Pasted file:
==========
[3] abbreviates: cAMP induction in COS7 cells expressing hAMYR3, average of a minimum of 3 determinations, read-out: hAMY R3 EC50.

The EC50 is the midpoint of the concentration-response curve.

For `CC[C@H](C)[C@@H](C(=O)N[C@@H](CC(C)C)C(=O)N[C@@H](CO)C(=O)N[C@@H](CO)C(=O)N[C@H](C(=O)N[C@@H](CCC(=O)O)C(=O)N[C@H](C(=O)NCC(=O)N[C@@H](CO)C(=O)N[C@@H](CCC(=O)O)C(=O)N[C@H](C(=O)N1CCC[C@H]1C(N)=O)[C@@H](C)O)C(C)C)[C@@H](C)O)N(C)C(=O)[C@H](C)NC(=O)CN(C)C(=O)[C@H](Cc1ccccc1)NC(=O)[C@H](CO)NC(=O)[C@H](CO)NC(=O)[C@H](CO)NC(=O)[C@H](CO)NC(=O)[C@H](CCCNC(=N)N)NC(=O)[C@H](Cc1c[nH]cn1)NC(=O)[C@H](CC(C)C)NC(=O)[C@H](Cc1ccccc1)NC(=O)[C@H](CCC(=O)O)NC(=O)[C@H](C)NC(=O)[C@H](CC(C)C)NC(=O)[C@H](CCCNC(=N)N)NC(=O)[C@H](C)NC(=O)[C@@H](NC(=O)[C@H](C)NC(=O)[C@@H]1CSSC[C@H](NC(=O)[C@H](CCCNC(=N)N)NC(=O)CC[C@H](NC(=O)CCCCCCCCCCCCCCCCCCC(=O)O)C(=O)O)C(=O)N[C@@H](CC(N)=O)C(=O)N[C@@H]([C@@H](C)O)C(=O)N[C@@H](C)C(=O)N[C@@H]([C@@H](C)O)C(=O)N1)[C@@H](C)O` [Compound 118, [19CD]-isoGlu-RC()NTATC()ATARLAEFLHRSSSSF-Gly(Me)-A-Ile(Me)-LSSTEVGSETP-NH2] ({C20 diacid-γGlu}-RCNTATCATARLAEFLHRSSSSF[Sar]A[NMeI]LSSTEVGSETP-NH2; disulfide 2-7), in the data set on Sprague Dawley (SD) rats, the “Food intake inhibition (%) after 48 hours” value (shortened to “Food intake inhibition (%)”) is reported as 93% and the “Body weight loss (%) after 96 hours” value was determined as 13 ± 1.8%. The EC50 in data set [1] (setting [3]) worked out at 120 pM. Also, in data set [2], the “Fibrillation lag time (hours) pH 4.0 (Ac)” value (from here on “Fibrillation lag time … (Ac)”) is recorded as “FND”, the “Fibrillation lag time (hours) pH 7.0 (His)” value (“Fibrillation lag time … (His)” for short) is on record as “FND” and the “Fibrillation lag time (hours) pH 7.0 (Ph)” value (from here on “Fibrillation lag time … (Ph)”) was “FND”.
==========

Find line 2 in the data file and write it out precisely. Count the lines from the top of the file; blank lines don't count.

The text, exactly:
The EC50 is the midpoint of the concentration-response curve.